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Fostering Leadership for Sustainability

Originally appears in the Winter 2013-2014 issue

I met an amazing young leader this year. He was only 14 years old, but already has taken on a project to install solar panels on the roof of his school, because, as he sees it, the school should be a model to the community in using renewable energy. It has not been an easy project. The school has said that they don’t have the money, but he has persisted, producing convincing arguments to any objections raised and generating numerous fundraising ideas. Giving in is not an option. He told, me “If I don’t do this, who will?” His goal is to have the panels on the school by the time he finishes his final year.

During this time, he has demonstrated entrepreneurship, resilience, excellent communication skills, courage, determination, strategic planning, futures thinking on multiple occasions. We are only now beginning to realize such qualities are the hallmarks of young leaders for sustainability.

Since I met this driven young man, I’ve observed many students that shared similar leadership skills and passion for sustainability. More and more schools are successfully introducing and maintaining sustainability initiatives that have similar students actively engaged and encouraged to take leadership.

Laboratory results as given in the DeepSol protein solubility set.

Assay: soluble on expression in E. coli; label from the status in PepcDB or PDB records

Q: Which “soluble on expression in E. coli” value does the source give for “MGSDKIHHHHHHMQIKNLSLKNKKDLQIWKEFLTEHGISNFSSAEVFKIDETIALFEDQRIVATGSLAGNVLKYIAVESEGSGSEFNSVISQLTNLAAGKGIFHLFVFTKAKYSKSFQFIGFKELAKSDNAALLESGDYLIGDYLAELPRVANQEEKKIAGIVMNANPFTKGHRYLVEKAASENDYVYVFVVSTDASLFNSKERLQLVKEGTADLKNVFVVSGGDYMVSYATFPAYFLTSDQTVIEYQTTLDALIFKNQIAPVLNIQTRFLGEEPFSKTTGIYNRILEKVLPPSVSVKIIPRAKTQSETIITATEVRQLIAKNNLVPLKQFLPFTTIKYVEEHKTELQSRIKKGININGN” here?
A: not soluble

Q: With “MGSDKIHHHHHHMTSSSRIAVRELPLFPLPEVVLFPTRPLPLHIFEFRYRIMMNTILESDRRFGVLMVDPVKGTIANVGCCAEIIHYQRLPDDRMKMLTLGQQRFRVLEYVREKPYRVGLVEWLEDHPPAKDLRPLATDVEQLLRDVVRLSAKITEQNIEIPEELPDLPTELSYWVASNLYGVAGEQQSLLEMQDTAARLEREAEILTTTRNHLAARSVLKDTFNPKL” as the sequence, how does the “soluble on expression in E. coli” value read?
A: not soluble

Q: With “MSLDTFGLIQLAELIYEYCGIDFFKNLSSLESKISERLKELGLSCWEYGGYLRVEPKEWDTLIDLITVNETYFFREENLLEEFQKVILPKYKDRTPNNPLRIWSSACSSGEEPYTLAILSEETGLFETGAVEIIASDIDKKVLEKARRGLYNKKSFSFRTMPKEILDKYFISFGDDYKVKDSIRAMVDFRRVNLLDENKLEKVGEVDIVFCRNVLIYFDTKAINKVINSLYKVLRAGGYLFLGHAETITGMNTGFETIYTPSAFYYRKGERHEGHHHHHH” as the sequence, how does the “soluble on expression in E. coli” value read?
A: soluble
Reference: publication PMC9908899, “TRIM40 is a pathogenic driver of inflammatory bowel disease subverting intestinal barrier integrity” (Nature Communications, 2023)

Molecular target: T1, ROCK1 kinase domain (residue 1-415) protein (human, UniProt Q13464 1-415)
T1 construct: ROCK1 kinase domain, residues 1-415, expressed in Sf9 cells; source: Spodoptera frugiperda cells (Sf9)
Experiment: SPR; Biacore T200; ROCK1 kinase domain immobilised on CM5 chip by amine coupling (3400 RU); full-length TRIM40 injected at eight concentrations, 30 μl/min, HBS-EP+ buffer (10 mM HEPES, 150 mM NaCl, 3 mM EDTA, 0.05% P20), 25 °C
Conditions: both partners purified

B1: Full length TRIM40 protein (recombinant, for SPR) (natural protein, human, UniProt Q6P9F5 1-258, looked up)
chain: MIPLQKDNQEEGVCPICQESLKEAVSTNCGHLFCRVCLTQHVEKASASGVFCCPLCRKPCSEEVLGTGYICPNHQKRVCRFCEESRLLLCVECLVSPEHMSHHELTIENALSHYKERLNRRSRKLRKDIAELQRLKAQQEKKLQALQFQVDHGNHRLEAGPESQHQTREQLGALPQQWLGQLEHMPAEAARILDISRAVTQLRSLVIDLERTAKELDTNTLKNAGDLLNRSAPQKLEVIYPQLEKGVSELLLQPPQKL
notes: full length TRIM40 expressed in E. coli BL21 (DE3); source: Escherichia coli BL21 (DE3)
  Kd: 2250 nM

A recent study of schools in Victoria, Australia has provided evidence that supports the idea that student engagement and empowerment is key to success in sustainability initiatives. The authors concluded:

“Motivating students to identify and take charge of their own projects and also making the work they do visible to the wider school community (through T-shirts or badges) helps keep them motivated and elevate sustainability work as ‘mainstream’ or ‘cool’ from the perspective of other students.”1

These observations and research results raised a number of important questions about young people ages 11-18. What does the literature tell us about leadership for sustainability in young people? How can teachers and educators motivate young people to become leaders in sustainability? To what extent can young leaders contribute to their school’s achievements or outcomes in sustainability?

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Pat Armstrong has worked as a sustainability educator for many years, and now specializes in youth leadership for sustainability and professional development programs and other approaches that bring about lasting change. She is also a doctoral candidate at RMIT University, Victoria, Australia, undertaking research into adolescent leadership for sustainability.